Sunday, September 30, 2018

Rigoletto - a feast for the eyes and ears (NI Opera in Grand Opera House until 6 October)

For the non-expert operagoer, Rigoletto is blessed with a straightforward plot when compared with some other works. A good choice for NI Opera’s director Walter Sutcliffe in his second year in charge.

The titular character of this soap opera is a court jester, a recent widower who is unimpressed with his Duke’s handsy way with women and serial adultery. Along the way the jester is cursed. His daughter Gilda falls for a student who woos her but (spoiler alert!) turns out to the Duke, and despite witnessing his womanising ways she tragically intervenes in a vengeful plot to kill her true love, completing the curse on her father.

Men dominate both the opera, in terms of the robust male chorus, and the women who are written as objects of affection with little agency of their own. The inappropriate imbalance is not disguised and the audience will notice a string of scenes that build on this theme.

The Ulster Orchestra play Giuseppe Verdi’s dark and muted score with wind and brass over low register strings. Space is made for Francesco Maria Piave’s libretto, which is sung in its original Italian with English surtitles on too-small screens hung to each side of the stage.

Nadine Koutcher plays Gilda as an ingénue dressed at first in fluffy pyjamas, and later in a jumper stolen from Sara Lund’s The Killing wardrobe. Her fine soprano voice rises to hit the top notes in Act III’s quartet Bella figlia dell’amore. Baritone Sebastian Cantana plays her hunchback father, the jester who neither smiles nor tells jokes, but carries the plot as he acts out his hopes and fears. Fleur Barron put in an excellent performance as Maddalena, an assassin’s sister and bait for his targets.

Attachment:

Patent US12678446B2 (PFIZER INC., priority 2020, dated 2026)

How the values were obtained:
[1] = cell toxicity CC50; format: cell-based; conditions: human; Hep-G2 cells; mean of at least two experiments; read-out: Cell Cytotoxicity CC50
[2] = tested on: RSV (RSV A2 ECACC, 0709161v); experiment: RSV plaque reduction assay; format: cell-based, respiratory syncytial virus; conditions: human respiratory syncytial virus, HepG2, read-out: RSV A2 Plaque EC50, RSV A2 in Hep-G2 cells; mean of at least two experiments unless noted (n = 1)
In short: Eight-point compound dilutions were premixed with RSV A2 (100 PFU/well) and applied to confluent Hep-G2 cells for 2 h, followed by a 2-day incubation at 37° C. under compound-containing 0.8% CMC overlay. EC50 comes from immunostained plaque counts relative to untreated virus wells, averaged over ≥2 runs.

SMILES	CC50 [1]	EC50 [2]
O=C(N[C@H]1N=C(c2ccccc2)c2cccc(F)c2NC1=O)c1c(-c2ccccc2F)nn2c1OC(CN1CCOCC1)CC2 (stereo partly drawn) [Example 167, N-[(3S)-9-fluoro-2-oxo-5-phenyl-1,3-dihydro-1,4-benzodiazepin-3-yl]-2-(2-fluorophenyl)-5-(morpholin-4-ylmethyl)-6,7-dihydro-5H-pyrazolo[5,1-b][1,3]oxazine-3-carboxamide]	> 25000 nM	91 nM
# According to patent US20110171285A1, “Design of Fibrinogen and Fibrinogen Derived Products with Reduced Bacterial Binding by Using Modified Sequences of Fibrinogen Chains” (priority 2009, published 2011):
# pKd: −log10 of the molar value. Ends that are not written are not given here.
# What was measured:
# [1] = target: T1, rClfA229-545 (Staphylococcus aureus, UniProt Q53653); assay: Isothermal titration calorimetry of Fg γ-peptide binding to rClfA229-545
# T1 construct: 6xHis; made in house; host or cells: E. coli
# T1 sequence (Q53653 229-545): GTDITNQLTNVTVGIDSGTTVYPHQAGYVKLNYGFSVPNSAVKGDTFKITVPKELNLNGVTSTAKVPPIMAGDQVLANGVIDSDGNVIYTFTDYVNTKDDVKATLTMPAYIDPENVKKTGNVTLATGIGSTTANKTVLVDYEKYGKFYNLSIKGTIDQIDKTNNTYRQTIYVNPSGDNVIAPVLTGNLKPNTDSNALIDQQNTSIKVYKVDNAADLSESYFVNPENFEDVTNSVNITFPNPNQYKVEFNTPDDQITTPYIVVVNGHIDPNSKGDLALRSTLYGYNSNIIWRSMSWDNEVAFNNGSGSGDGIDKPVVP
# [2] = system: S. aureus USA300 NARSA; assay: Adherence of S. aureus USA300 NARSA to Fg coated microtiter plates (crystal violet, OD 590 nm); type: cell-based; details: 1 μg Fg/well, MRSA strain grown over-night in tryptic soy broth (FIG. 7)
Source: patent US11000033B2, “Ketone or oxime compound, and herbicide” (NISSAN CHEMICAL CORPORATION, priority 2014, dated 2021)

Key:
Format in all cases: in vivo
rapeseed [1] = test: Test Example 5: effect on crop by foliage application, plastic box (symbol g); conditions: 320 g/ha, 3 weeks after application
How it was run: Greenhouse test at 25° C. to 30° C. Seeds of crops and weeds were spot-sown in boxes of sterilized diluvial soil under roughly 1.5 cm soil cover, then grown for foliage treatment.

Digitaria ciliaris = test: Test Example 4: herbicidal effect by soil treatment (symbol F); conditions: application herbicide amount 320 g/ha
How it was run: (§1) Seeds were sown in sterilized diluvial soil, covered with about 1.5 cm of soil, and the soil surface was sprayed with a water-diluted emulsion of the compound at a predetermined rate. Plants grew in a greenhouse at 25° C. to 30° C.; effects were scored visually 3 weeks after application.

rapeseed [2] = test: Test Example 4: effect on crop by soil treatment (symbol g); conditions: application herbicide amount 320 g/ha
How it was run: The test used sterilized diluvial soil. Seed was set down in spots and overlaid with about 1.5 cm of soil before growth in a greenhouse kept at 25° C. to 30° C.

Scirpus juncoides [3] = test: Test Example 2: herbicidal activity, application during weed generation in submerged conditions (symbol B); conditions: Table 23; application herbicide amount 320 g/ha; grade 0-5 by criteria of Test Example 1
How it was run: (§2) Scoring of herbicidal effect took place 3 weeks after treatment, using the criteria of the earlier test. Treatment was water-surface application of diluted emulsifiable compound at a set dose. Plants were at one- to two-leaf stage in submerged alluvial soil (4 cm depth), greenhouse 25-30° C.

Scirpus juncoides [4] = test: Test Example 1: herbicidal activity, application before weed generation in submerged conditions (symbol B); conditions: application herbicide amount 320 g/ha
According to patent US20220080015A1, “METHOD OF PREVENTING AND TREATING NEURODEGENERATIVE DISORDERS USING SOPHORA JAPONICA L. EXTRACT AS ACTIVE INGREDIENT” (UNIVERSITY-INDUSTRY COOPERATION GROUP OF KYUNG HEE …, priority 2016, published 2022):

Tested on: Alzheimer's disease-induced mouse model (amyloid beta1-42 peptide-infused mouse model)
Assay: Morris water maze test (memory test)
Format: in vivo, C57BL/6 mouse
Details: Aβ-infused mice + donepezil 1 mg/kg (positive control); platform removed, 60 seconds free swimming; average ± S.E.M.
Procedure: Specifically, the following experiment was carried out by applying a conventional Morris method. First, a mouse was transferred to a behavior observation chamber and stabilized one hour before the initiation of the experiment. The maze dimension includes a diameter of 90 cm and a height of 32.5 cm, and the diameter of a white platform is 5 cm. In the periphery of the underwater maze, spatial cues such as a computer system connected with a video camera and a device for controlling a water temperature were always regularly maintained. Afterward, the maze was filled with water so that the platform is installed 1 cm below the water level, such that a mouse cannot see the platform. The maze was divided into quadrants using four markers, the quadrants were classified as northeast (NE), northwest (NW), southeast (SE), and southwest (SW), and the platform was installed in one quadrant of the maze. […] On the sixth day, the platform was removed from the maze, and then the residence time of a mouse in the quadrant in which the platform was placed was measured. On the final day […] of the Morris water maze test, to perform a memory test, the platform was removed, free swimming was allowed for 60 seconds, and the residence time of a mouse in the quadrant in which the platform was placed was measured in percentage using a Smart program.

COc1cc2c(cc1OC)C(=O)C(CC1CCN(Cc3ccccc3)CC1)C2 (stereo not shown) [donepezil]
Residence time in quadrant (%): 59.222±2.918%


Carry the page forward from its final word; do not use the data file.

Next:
Davide Giusti found his feet in the role of the vain and brash Duke by the end of the first Act and delivers the catchy misogynist canzone La donna è mobile (“Woman is flighty / Like a feather in the wind / she changes her words / and her thoughts! / Always miserable / is he who trusts her / he who confides in her / his unwary heart!”) in an understated fashion that underscores that this is belief and not just his boast. Northern Ireland singers dominate the chorus and some of the smaller named parts, demonstrating that NI Opera’s talent development programme is delivering results.

The scale and consistency of the creative design is beyond most local theatre productions. Kaspar Glamer’s clever set fills the height of the Grand Opera House, with each side revolving to spit out and then swallow up bedrooms, kitchens, forests and bars. Along with Wolfgang Goebbel’s low-slung lighting design, the staging of NI Opera’s Rigoletto is as moody as the storyline, though at times the heads of the cast remain in shadow, denying the audience of facial expression.

Rigoletto is a feast for the eyes and ears. While it lacks the grotesque spectacle of 2015’s Turandot and the humour of February’s The Threepenny Opera, Rigoletto is one of the most accessible works that NI Opera have produced in recent years. It plays on alternate nights this week in the Grand Opera House. There’s a free but bookable talk in the Baby Grand before some performances.

Production photos: Patrick Redmond

Friday, September 28, 2018

Under the Hawthorne Tree (Cahoots NI at The MAC until 7 October)

In retrospect it’s pretty shocking to realise that I emerged from primary and secondary education in Northern Ireland without being taught any Irish history. A mention of the Belfast Blitz and a factoid that Cromwell had travelled through Lisburn were the only real local insights imparted by the time I opted out of history lessons at the end of third year. A visit to the Doagh Famine Village in the summer of 2011 was the first time I’d encountered the Great Famine in any detail.